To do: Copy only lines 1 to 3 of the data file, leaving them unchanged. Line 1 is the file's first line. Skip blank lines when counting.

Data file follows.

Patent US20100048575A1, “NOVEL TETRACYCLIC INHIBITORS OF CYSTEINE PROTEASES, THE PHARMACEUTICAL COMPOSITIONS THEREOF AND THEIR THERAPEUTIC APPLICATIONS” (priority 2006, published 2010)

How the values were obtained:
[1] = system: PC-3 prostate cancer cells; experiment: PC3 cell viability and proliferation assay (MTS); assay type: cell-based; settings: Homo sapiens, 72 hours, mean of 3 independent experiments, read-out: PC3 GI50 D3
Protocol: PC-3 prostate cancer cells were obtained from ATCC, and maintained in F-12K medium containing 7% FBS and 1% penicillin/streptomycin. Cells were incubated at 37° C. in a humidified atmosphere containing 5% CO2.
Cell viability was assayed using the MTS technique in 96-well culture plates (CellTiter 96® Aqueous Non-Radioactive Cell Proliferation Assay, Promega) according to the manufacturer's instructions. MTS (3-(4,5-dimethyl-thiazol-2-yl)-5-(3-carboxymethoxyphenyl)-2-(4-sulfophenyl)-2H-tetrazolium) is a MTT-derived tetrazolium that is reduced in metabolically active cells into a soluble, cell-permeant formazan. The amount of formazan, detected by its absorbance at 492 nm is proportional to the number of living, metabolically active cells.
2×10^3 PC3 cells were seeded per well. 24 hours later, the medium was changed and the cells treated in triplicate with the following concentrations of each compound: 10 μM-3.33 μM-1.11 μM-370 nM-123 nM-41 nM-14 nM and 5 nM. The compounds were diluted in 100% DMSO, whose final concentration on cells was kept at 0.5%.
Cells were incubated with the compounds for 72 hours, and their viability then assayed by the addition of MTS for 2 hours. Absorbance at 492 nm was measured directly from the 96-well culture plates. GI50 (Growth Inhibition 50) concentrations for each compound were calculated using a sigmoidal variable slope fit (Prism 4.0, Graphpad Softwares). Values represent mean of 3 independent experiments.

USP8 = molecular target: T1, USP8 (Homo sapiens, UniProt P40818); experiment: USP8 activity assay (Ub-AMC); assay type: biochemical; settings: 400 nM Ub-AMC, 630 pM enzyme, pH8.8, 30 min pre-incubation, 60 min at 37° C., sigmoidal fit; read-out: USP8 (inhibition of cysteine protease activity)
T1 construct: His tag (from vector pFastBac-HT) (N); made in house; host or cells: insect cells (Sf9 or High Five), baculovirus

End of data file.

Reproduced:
Patent US20100048575A1, “NOVEL TETRACYCLIC INHIBITORS OF CYSTEINE PROTEASES, THE PHARMACEUTICAL COMPOSITIONS THEREOF AND THEIR THERAPEUTIC APPLICATIONS” (priority 2006, published 2010)

How the values were obtained:
[1] = system: PC-3 prostate cancer cells; experiment: PC3 cell viability and proliferation assay (MTS); assay type: cell-based; settings: Homo sapiens, 72 hours, mean of 3 independent experiments, read-out: PC3 GI50 D3